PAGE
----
Is this a good adaptation of Fate/stay night? Not really, no. Does it deserve it the hate it gets? Not really, no. Look, this anime has flaws, many many many flaws, but it could have been a lot worse. Yes it can be confusing, full of bad fanservice and lacks the epic feel worthy of its characters. Yet there are moments, brief glimpses, where the characters and the story shine. There were plenty of moments where I laughed, and plenty where I sat thrilled. In all honesty I’d recommend the Ufotable adaptations over this one any day of the week, though if you’re curious feel free to check it out. This does have elements that I doubt will end up in other versions of the story, such as a lot of Saber’s arc.

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Chris Joynson, aka the Infallible Fish, is a writer, blogger and lover of animation living in Sheffield. The blog updates every Friday.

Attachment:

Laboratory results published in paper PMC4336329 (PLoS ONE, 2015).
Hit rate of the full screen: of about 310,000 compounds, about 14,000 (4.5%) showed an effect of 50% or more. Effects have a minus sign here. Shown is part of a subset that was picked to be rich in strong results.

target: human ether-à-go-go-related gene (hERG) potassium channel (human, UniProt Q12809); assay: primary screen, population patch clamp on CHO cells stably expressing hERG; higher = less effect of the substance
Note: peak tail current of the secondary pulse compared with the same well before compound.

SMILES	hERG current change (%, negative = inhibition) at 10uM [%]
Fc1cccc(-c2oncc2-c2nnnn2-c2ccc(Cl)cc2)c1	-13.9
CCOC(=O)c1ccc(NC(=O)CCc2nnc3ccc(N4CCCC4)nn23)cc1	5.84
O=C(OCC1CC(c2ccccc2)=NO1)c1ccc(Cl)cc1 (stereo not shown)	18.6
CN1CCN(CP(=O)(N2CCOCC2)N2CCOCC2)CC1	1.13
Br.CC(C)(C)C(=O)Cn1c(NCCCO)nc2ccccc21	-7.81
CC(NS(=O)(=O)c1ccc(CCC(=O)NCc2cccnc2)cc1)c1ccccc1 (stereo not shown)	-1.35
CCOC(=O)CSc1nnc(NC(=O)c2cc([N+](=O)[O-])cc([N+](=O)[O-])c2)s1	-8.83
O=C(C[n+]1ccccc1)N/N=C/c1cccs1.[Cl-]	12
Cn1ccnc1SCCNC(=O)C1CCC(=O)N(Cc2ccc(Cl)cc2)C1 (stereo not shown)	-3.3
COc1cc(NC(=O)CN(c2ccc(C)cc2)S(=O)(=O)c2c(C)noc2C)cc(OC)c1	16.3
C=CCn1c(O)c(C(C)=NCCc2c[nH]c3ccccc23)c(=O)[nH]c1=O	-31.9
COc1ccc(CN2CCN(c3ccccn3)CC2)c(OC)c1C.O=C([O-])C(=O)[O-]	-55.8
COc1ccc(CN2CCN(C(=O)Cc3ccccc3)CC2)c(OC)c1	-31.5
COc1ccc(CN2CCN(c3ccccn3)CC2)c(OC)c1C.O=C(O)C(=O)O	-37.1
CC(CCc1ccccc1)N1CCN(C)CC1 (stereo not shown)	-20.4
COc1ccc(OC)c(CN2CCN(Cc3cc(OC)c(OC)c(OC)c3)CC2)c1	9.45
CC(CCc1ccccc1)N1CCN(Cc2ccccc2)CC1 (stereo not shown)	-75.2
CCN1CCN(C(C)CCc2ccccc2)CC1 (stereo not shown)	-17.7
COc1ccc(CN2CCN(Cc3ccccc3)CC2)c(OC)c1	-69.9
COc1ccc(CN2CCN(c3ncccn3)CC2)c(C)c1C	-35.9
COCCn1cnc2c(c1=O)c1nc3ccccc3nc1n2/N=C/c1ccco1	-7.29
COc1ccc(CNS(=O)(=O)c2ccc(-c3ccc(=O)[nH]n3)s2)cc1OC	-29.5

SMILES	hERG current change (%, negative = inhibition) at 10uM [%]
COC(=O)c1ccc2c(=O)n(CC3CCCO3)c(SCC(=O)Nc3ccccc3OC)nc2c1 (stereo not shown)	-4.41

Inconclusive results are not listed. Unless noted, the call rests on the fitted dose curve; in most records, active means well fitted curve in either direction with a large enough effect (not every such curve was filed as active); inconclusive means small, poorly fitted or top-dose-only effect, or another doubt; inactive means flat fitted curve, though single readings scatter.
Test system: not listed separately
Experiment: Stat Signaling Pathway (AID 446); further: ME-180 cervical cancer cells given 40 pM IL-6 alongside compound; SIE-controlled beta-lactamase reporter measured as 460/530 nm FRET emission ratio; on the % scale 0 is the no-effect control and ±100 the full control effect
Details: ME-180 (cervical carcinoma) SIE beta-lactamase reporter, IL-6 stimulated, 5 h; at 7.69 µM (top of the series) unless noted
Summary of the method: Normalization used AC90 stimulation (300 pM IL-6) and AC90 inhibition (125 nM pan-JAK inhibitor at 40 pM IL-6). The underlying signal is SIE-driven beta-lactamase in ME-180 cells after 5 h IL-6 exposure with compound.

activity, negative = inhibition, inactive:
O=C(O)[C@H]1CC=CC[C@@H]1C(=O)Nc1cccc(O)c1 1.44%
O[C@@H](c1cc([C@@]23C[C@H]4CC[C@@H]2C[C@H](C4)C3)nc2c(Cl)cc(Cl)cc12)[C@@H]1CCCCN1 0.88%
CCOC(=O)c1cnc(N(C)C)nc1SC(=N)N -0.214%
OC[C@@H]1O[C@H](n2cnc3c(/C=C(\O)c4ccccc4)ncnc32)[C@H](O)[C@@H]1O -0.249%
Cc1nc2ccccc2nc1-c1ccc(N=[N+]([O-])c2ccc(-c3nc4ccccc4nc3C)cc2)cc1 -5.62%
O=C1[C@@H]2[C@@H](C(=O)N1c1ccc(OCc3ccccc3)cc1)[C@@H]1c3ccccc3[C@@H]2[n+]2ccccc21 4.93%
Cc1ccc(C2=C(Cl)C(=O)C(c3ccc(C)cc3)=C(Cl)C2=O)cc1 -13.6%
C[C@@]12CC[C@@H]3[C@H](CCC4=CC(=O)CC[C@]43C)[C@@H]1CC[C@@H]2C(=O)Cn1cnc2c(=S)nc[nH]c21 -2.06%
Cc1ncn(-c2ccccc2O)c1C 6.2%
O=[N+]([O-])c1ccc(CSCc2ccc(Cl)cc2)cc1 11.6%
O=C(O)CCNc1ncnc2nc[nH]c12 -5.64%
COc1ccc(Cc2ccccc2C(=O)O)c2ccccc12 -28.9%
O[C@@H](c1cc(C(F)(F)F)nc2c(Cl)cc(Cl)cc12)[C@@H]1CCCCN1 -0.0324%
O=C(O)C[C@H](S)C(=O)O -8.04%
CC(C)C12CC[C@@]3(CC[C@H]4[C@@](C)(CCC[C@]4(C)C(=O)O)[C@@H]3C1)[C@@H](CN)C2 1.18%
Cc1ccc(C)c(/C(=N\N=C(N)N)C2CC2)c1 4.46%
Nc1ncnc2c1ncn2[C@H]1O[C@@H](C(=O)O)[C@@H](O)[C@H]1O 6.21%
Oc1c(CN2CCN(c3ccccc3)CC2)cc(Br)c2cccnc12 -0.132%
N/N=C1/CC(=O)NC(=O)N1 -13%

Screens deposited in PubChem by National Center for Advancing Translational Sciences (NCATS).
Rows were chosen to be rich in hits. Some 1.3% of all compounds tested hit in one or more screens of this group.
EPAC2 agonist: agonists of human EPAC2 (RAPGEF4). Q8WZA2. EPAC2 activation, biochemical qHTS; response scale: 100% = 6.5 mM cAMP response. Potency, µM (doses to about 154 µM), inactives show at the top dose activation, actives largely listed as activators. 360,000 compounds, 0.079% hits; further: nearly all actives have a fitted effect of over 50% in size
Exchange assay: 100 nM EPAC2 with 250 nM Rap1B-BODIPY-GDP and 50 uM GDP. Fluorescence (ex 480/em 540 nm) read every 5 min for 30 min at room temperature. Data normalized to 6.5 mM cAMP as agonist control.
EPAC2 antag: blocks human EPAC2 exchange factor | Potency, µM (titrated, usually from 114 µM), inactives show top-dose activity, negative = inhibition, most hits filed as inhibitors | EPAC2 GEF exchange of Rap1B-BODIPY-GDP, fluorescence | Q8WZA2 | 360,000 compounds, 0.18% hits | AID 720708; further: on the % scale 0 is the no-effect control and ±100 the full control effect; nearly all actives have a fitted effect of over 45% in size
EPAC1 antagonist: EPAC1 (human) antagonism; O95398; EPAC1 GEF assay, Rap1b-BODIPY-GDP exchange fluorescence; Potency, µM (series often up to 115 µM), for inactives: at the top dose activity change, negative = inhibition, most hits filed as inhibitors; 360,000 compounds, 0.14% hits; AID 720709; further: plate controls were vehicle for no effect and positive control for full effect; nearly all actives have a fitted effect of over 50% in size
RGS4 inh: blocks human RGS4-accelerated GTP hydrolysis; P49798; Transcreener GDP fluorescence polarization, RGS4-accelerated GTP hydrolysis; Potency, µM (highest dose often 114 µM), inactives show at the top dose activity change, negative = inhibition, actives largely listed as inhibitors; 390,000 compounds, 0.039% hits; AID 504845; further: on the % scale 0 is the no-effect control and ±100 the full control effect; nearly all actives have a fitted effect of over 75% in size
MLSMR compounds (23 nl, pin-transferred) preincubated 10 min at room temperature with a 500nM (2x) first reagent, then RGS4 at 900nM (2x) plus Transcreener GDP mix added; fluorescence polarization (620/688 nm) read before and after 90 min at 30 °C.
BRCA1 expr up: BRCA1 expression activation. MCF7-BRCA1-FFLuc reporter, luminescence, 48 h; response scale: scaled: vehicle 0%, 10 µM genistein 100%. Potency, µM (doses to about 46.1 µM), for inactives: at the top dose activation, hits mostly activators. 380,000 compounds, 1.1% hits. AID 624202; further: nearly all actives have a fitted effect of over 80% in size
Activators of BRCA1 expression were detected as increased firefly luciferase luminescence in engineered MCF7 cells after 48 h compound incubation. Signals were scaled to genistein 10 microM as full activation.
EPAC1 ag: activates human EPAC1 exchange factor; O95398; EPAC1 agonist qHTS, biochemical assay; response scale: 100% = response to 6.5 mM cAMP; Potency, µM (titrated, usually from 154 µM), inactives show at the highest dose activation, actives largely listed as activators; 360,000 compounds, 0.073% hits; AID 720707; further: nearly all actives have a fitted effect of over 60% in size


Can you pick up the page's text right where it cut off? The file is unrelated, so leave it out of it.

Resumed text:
Anime Corner: Fate/Zero Review

Blog Fate Zero Review Title

“The light comes from her having taken all her people’s hopes upon herself. Its brightness is what makes it tragic. Especially when you consider that one bearing that burden is just a dreaming little girl. The girl never had a happy childhood, never fell in love, but was cursed by her ideals and ended up this way. It is too painful to look upon.” – Rider

What’s the Story?

The fourth Holy Grail War is beginning. Seven wizards have been called from across the global to take part in this magical death match. The prize? The chance to have their heart’s dearest wish made reality. At their sides stand Heroic Spirits, warriors of legend made manifest in the modern world. Yet as the wheels of fate turn, and desires clash, there is one inescapable truth present, this will not end well.